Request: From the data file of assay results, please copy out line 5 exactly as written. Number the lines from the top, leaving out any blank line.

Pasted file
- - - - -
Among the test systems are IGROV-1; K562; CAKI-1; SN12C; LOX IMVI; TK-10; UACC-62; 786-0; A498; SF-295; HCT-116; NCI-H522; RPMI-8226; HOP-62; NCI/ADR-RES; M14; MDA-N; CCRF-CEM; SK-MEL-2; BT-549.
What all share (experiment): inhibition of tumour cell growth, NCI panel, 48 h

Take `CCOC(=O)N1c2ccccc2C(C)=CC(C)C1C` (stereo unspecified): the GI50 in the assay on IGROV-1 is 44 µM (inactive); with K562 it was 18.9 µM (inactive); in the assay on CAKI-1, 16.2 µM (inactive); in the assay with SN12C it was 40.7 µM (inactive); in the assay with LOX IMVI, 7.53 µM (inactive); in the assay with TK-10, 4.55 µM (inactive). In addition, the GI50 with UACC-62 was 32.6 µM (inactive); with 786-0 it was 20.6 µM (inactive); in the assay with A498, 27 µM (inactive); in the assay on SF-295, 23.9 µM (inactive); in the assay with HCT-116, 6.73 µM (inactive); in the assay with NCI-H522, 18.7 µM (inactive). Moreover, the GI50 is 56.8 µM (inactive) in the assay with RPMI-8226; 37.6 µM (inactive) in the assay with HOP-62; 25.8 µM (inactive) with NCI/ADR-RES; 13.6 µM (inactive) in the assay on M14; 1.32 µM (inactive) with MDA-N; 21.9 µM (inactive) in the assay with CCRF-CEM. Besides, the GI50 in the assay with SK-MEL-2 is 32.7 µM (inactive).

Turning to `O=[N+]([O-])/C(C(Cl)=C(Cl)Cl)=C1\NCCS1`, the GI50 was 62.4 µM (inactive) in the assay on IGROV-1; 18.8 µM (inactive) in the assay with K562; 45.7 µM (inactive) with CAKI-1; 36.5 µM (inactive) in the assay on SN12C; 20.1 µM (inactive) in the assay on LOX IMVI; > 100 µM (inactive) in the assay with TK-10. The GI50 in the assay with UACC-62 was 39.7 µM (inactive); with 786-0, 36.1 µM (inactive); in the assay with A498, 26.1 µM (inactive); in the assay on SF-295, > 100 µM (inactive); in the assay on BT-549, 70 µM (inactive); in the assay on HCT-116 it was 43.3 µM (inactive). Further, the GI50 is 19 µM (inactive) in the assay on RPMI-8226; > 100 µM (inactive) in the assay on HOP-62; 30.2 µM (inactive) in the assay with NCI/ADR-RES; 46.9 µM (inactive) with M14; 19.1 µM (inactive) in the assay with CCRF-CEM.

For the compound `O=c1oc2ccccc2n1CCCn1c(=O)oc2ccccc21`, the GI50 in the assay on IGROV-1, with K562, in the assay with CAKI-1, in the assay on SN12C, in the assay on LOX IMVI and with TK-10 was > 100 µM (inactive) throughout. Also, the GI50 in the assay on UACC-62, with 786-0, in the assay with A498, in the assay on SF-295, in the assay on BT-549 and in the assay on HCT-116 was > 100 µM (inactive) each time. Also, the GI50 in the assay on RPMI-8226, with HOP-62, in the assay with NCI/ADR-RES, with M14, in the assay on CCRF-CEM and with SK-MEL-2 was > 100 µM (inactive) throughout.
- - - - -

For the compound `O=c1oc2ccccc2n1CCCn1c(=O)oc2ccccc21`, the GI50 in the assay on IGROV-1, with K562, in the assay with CAKI-1, in the assay on SN12C, in the assay on LOX IMVI and with TK-10 was > 100 µM (inactive) throughout. Also, the GI50 in the assay on UACC-62, with 786-0, in the assay with A498, in the assay on SF-295, in the assay on BT-549 and in the assay on HCT-116 was > 100 µM (inactive) each time. Also, the GI50 in the assay on RPMI-8226, with HOP-62, in the assay with NCI/ADR-RES, with M14, in the assay on CCRF-CEM and with SK-MEL-2 was > 100 µM (inactive) throughout.